Who gets to say they're from San Francisco
Who can say they're from San Francisco? According to a majority of you: Not those who grew up in the Bay Area outside of city borders.
What's happening: We conducted a semi-scientific study of our readers to determine this point of pride.
- Of 115 respondents, 57% said it's not OK for someone to say they're from San Francisco if they grew up elsewhere in the Bay Area.
Why it matters: There seems to be some disagreement over when it's appropriate to claim to be from the city by the bay.
The intrigue: Folks who say they're from San Francisco were more lenient about whether people who grew up outside of the city, but within the Bay Area, can say they're from the city.
- Among respondents from San Francisco proper, 49% said it's not OK compared to 64% of respondents not from the city.
What they're saying: "True San Franciscans are rare enough and it's hard enough being one that they should get something for it," reader Ben Miller, who isn't from San Francisco, said. "Also growing up in one of the Bay's many suburbs [sp] is a very different experience to growing up in the actual city."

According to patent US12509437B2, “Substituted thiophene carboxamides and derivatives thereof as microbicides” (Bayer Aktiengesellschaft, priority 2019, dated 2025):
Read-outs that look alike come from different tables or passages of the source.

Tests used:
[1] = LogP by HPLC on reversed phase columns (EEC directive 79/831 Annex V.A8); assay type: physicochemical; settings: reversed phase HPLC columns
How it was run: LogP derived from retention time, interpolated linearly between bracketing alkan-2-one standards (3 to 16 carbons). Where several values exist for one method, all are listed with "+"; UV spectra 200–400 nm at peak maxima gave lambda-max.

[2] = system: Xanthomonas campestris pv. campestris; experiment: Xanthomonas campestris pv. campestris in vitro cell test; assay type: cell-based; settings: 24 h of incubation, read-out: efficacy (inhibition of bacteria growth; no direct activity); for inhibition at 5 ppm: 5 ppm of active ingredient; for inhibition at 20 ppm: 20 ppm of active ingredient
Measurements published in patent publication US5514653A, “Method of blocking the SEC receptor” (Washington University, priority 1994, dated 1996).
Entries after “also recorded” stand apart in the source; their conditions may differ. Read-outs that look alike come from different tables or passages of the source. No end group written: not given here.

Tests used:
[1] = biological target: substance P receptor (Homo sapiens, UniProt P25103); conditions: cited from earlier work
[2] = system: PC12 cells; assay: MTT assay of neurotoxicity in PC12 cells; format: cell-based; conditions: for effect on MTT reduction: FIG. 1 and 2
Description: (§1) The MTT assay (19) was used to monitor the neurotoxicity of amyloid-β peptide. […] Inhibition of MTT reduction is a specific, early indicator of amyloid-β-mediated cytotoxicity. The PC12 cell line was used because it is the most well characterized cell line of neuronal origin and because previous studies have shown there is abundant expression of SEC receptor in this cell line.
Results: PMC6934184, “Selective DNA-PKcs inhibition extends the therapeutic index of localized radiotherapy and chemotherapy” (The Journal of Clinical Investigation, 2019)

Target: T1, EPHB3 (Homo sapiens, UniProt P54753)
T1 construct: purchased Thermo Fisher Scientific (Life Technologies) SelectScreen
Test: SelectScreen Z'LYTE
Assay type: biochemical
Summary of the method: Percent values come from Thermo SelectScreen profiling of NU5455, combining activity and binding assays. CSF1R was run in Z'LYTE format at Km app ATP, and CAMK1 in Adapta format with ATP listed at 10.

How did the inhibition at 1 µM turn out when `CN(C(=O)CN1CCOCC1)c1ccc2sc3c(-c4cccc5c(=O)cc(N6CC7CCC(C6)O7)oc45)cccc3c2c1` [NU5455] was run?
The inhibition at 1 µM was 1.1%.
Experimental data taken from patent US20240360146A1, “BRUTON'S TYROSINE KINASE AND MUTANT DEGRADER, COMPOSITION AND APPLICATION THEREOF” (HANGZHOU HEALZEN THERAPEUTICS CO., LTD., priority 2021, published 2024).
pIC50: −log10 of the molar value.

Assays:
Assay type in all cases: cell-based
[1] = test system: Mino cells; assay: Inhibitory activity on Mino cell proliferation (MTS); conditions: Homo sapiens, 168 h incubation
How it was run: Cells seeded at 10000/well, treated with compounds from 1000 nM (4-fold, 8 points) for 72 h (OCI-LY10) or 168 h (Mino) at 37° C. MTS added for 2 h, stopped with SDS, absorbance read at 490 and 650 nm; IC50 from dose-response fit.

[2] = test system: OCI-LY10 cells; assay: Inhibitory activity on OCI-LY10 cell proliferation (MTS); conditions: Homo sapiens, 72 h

The other side: Lynn B., who grew up in Palo Alto and Sunnyvale, said it's OK for her and others who grew up in the Bay Area to say they're from San Francisco.
- "My love of SF is ever-enduring," she said. Despite growing up outside of the city, Lynn said she learned to drive in San Francisco "and spent as much time as possible there."
- She added, "I will always believe San Francisco is magical and a major part of my life."
Megan's thought bubble: I am quite stringent when it comes to this matter, and even my family doesn't get a pass.
- My mom, who was born in Houston and moved to San Francisco when she was 9, insists she is an all-caps "real" San Franciscan, having lived in the city for more than six decades.
- "I graduated from elementary school, middle school, high school and college in San Francisco and raised three children in San Francisco," she said.
- I disagree. My mom is from Houston.
Zoom out: The high cost of housing and gentrification has pushed out some San Francisco locals.
- That's especially been the case for the Black population in the city, which has been on the decline since 1990, according to census data.
- In fact, the Black community is the only racial group in the city that has consistently declined in every census count since 1970, a 2020 San Francisco Human Rights Commission report shows.
What's next: One respondent suggested adding a question of whether it's an asset or a liability to be from San Francisco.
- Perhaps we'll do another survey in the future!
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